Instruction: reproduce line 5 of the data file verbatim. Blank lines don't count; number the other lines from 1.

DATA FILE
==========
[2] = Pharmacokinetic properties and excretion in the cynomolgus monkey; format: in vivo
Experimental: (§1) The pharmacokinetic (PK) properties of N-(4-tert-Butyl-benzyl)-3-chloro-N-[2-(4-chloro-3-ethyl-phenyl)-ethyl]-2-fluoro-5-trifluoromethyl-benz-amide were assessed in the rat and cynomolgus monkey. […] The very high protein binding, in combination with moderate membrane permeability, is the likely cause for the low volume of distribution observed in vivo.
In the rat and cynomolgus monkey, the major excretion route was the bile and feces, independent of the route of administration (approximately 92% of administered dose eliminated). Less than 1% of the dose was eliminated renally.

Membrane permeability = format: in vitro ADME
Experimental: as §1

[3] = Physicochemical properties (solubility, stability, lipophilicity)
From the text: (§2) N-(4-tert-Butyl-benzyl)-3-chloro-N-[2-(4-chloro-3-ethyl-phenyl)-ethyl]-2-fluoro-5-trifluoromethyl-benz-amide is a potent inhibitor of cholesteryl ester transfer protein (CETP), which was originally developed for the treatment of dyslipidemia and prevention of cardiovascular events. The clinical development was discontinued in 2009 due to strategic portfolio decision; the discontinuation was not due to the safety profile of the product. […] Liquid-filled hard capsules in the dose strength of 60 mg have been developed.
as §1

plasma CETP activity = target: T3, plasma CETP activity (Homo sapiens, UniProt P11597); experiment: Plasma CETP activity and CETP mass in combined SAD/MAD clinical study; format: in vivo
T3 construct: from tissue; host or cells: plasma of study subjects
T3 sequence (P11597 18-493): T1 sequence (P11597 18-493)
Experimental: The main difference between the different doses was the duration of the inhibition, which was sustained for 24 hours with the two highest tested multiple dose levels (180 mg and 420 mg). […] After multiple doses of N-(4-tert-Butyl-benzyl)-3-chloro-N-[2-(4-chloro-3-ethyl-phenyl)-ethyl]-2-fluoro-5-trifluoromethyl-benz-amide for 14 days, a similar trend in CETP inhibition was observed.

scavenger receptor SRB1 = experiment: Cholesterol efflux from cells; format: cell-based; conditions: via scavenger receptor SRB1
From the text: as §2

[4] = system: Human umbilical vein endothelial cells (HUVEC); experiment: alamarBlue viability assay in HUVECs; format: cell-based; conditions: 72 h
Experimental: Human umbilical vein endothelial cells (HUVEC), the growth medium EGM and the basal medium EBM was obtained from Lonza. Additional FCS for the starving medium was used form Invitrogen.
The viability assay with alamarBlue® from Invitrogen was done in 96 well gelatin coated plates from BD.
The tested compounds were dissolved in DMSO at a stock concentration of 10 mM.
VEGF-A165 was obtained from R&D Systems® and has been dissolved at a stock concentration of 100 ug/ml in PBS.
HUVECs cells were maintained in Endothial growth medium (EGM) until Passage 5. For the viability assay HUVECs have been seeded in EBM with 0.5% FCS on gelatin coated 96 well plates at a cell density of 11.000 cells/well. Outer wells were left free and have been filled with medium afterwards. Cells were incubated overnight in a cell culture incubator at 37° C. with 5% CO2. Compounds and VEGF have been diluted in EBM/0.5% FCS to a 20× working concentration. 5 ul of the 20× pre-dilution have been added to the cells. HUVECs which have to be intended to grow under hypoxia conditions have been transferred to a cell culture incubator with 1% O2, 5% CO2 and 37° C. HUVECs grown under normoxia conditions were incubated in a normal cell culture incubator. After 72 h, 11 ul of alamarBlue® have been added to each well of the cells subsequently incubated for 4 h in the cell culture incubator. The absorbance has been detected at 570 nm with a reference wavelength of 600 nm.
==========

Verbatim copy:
Experimental: as §1